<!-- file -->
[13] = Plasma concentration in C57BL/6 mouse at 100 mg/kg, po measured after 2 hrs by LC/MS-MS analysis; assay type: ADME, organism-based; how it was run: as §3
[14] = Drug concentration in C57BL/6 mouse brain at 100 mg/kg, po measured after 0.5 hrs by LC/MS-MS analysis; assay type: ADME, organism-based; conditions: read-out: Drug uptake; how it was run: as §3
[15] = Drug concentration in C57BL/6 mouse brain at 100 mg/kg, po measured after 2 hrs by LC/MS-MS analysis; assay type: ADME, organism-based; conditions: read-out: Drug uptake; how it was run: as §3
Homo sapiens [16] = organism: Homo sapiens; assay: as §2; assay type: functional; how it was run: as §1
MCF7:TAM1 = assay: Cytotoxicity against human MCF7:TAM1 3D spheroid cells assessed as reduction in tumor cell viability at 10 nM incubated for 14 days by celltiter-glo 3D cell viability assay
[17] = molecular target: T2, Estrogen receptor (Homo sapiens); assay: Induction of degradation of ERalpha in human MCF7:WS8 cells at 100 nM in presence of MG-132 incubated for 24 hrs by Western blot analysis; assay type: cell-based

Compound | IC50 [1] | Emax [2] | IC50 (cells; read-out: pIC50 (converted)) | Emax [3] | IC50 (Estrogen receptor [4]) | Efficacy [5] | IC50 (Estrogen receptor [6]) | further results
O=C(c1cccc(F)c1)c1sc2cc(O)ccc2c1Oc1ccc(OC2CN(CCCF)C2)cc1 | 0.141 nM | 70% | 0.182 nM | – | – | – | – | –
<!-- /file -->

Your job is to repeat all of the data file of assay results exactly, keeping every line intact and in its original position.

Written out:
[13] = Plasma concentration in C57BL/6 mouse at 100 mg/kg, po measured after 2 hrs by LC/MS-MS analysis; assay type: ADME, organism-based; how it was run: as §3
[14] = Drug concentration in C57BL/6 mouse brain at 100 mg/kg, po measured after 0.5 hrs by LC/MS-MS analysis; assay type: ADME, organism-based; conditions: read-out: Drug uptake; how it was run: as §3
[15] = Drug concentration in C57BL/6 mouse brain at 100 mg/kg, po measured after 2 hrs by LC/MS-MS analysis; assay type: ADME, organism-based; conditions: read-out: Drug uptake; how it was run: as §3
Homo sapiens [16] = organism: Homo sapiens; assay: as §2; assay type: functional; how it was run: as §1
MCF7:TAM1 = assay: Cytotoxicity against human MCF7:TAM1 3D spheroid cells assessed as reduction in tumor cell viability at 10 nM incubated for 14 days by celltiter-glo 3D cell viability assay
[17] = molecular target: T2, Estrogen receptor (Homo sapiens); assay: Induction of degradation of ERalpha in human MCF7:WS8 cells at 100 nM in presence of MG-132 incubated for 24 hrs by Western blot analysis; assay type: cell-based

Compound | IC50 [1] | Emax [2] | IC50 (cells; read-out: pIC50 (converted)) | Emax [3] | IC50 (Estrogen receptor [4]) | Efficacy [5] | IC50 (Estrogen receptor [6]) | further results
O=C(c1cccc(F)c1)c1sc2cc(O)ccc2c1Oc1ccc(OC2CN(CCCF)C2)cc1 | 0.141 nM | 70% | 0.182 nM | – | – | – | – | –